No Matter the Budget, Here’s How to Optimize Your Marketing Spend
Marketing budgets are often small but mighty. Although it may only be a fraction of a company’s overall budget, it’s expected to deliver a significant return on investment. Audience Audit’s 2021 Agency Edge research found that 37 percent of agency clients across the United States have an annual marketing budget that’s less than $250,000. Through our own research study, we found that 58 percent of business marketers have an annual marketing budget that’s less than $250,000.
Deloitte’s 2021 CMO study concluded that marketing budgets are on average 11.7 percent of a company’s overall budget, a slight decrease from their 2020 survey but still a record high compared to previous years. Gartner’s 2022 CMO survey found similar results. They said that after a dip in 2021, current marketing budgets average around 9.5 percent of a company’s total budget.
Although there may be slight statistical differences between studies, it’s safe to say that marketing budgets are typically one-tenth of an overall company budget. But as businesses see more of a value in marketing, marketing budgets will continue to grow. It’s up to business marketers to optimize marketing spend—i.e., get the most out of their marketing budgets—so they continue to deliver value for their organizations.
Hurdles that Get in the Way of an Optimized Marketing Spend
Our last post revealed three distinct attitudinal segments of business marketers, including how they differ and their thoughts on their organization’s marketing success and optimization. To think about optimization even further, there are three parameters we’re using to define this: prospect activities, differentiation, and marketing strategy and execution efficacy. These aspects of marketing form the building blocks of optimization.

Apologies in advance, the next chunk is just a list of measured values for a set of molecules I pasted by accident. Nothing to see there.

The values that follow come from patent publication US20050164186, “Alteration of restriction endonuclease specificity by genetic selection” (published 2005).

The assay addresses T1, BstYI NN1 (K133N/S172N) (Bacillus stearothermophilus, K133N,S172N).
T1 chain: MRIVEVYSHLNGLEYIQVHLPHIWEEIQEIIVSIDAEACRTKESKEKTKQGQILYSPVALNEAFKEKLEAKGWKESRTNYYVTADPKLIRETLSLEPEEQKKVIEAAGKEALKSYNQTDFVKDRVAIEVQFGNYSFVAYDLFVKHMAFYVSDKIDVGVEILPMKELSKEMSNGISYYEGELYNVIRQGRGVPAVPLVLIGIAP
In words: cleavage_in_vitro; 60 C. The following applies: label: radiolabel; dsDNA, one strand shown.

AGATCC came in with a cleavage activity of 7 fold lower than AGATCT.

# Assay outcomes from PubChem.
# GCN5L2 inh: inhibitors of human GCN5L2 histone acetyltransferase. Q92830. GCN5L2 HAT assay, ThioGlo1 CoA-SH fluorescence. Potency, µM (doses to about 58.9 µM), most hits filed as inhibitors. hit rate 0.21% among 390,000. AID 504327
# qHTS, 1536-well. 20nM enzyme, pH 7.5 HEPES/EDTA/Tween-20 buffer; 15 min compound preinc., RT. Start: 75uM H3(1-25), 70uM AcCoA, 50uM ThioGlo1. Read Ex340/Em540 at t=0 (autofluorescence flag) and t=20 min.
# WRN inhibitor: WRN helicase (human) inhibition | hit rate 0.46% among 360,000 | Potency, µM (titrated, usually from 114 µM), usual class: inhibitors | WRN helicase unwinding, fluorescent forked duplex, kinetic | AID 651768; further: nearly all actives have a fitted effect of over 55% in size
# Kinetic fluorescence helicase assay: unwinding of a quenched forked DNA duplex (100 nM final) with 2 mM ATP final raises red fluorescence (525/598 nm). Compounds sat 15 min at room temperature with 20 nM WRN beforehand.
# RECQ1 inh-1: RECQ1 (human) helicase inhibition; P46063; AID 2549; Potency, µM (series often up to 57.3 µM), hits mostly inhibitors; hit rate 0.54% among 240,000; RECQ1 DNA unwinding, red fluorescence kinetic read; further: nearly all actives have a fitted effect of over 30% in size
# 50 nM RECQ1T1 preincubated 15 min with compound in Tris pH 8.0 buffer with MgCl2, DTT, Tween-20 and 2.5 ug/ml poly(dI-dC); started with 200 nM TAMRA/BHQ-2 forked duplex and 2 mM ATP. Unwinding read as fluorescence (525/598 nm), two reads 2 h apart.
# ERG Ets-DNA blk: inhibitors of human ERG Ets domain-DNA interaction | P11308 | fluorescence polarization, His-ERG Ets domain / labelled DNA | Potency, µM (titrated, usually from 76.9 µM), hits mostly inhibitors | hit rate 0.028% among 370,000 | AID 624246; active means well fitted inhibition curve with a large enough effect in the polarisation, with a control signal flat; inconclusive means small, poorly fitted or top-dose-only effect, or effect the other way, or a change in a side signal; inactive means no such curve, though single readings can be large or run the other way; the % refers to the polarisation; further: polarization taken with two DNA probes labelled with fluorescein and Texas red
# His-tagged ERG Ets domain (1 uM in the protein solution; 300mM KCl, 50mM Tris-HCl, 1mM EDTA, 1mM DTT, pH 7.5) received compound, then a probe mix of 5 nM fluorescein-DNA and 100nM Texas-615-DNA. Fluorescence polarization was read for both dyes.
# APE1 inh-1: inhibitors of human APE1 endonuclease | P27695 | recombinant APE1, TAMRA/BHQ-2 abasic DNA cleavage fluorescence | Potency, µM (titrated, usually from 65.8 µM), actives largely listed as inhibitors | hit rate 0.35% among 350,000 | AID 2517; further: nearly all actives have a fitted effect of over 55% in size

Our survey asked respondents to rank their organization’s abilities in each of these three areas. Overall, 61 percent of respondents say their organization has a good grasp on retaining existing customers, a higher rating than any other factor. Additionally, about half of respondents rate their organization favorably on reaching ideal prospects, differentiating themselves, and marketing execution. Although there’s always room for improvement, here are some recommendations for business marketers to get the most out of their marketing budget.
- Focus on optimization. If you’re not thinking about your marketing efforts in relation to your customers’ needs, nothing else matters. People don’t buy what you make and how you do it, they buy based on how it will benefit them.
- Mix it up. You need the right mix of digital marketing to be successful. This can include social, digital, paid ads, podcasts, webinars, and landing pages. People interact with brands an average of 26 times before making a purchasing decision. That means your digital marketing mix is more important than ever.
- Develop a data-driven mindset. Digital advertising has a wealth of insights, and these important questions should guide your strategy:
- Is your tech stack giving you the insights you need to make the right decisions?
- Are your automation tools too strong or too weak for where you are on your marketing journey?
- How are you using search engine optimization (SEO) to drive content and advertising-driven decisions?
- Are you using the keywords your audience searches for on your website and turning those queries into customers?